Being a vegetarian is about being conscious about what you do with your food and why you choose to be a vegetarian. Is it a lifestyle change that you are seeking or is it your way of contributing to the peace around you? Or is it because you feel so much more intuitive with a vegetarian diet or is it simply a diet that fulfills you? Whatever the reason, more and more types of vegetarian practices are being born from the need to satisfy the groups of people worldwide to apply the vegetarian concept of living.
Ovo-Lacto Vegetarians – vegetarians who will consume any kinds of food but not any kind of meat. This kind of diet also allows for the consumption of eggs, honey and dairy products.
Lacto Vegetarians – vegetarians who will not consume any kind of meat and eggs but will consume honey and dairy products.
Ovo Vegetarians – vegetarians who will not consume any kinds of meat and dairy but will consume eggs and honey.
Vegans – the classic vegetarians who will not consume any kind of meat, eggs, dairy products or honey.
Macrobiotics – vegetarians who eat nuts, legumes, whole grains and fish.
Raw Vegans – vegetarians who limit themselves to unprocessed food that has not been heated to above 46°C (115°F). Their diet mainly consists of raw vegetables, fruits, nuts, seeds, raw eggs, unheated dairy products and sushi.
Fruitarianism – a diet of only fruits, nuts, seeds and other plant matter that can be gathered without harming the plant.
Pescetarians – those who refrain from consuming meat but will take in shellfish, seafood and fish.
Pollo Vegetarians – vegetarians who are in a sense only half vegetarian, they allow chicken and fish but not red meat.
Flexitarians – who refrain from meat if the specific beast was raised or slaughtered cruelly.
Freeganists – who eat all kinds of meat unless the environment was damaged or humans or animals were exploited while the meat was being prepared.
Embarking on the Vegetarian Path
With all the varieties of food available, being a vegetarian is indeed a difficult path to follow. In fact, vegetarian restaurants are not as common as the odd stall that offers all the mouth watering non-vegetarian dishes.
Strict discipline and the willpower to overcome the temptation of these wide arrays of food is your personal choice of wanting to be a vegetarian. Whatever your reasons may embark on the path is firmly your belief that this is what you really want for yourself.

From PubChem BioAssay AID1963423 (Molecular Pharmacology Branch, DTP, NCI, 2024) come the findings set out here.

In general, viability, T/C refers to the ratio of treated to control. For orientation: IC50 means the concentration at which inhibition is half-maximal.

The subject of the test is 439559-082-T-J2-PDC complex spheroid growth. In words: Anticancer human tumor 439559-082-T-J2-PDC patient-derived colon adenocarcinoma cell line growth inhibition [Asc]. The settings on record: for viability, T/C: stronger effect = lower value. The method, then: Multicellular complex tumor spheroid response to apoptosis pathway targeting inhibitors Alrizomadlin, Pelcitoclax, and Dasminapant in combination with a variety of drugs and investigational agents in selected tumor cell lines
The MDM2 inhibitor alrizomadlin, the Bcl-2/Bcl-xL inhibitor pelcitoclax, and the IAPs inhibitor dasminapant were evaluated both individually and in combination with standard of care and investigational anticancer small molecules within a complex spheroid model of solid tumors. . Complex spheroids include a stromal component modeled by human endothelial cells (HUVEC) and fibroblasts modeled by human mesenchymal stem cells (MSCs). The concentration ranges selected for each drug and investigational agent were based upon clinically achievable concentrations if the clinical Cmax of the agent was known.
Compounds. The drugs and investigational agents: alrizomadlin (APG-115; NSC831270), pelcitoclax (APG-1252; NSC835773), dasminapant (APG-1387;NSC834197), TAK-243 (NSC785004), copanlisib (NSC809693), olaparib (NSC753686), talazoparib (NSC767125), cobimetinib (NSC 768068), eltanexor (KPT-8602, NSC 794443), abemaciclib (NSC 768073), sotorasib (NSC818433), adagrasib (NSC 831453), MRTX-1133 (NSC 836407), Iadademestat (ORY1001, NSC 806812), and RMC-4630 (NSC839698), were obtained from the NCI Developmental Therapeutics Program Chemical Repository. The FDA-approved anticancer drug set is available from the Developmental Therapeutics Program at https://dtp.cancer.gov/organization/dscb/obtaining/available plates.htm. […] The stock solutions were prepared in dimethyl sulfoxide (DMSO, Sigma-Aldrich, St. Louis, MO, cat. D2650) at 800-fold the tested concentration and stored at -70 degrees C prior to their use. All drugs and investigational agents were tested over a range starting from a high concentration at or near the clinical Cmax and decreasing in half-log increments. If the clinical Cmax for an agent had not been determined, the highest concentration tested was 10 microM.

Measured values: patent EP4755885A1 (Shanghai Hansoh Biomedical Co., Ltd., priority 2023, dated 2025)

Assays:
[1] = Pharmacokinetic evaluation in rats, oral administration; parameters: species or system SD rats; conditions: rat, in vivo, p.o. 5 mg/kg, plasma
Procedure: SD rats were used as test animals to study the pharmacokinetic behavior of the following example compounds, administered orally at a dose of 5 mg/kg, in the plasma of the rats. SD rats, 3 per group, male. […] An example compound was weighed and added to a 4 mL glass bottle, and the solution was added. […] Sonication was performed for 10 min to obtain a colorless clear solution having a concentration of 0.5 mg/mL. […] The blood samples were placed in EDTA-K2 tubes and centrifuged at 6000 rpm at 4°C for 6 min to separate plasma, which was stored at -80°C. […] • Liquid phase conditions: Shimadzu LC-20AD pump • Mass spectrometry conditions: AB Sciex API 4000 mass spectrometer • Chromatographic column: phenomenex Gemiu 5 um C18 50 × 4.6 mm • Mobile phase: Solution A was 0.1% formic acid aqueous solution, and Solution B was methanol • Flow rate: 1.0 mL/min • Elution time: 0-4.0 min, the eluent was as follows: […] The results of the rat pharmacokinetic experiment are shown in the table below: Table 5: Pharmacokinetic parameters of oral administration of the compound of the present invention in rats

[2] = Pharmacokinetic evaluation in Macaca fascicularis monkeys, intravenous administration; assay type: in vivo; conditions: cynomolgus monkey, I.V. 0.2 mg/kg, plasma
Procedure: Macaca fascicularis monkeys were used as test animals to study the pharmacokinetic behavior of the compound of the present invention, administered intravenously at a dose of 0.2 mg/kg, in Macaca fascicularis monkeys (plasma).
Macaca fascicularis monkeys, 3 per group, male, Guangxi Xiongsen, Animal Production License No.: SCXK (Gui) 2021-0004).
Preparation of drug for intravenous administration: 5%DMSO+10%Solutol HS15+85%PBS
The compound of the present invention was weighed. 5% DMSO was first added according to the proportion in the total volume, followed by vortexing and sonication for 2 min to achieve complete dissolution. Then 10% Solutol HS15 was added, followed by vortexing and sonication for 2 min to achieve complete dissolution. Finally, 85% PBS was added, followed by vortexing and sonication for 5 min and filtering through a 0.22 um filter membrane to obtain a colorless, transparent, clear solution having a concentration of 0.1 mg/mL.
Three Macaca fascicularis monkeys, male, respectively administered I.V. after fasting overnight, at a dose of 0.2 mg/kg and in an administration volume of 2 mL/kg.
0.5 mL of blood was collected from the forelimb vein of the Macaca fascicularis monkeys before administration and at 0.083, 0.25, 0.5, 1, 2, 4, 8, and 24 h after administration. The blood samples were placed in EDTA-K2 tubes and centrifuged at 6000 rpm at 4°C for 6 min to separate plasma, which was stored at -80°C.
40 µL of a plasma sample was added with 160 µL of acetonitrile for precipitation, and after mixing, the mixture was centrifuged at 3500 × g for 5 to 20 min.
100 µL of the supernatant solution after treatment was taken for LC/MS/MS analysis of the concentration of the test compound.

Start slow and progress further into your journey. Remember that it should not be a difficult journey from the beginning, for if it is difficult for you to maintain, this kind of diet was not meant for you. Choose the kind of vegetarian diet that will be initially be easy for you to follow so that you can ultimately become a vegan. But if your lifestyle does not permit you the privilege of reaching a vegan diet, choose any other vegetarian diet that will complement your lifestyle.
Why Practice Vegetarian
Over and above the core reason of non-violence, there are many more positive reasons as to why the vegetarian diet should be your choice diet and they are:
- vegetarian diet is a cleaner diet
- vegetarian diet enhances bodily functions
- vegetarian diet increases mental concentration
- vegetarian diet provides the calm you need
- vegetarian diet aids with the faster digestion of food
- vegetarian diet can complement any kind of medication you consume
- vegetarian diet makes the body lighter
- vegetarian diet helps clear the skin
- vegetarian diet aids with easier toxin release from the body
- you become more tolerant and forgiving
- you tend to eat less
- you become conscious of what you’re putting into your body
- you take control of your life by choosing to refrain from temptations
It is common knowledge that man was born vegetarian. By simply following the growth process of the human child from birth to a year old, you will notice that a child is never fed any form of meat or fish. This is because the human digestive system is unable to work efficiently with the consumption of meat, more so when it is a system as premature as that of a child’s.
It can be seen that the vegetarian diet has been proven to be a scientific diet that is able to rival any condition that the body may be exposed to. So go ahead and give it a try.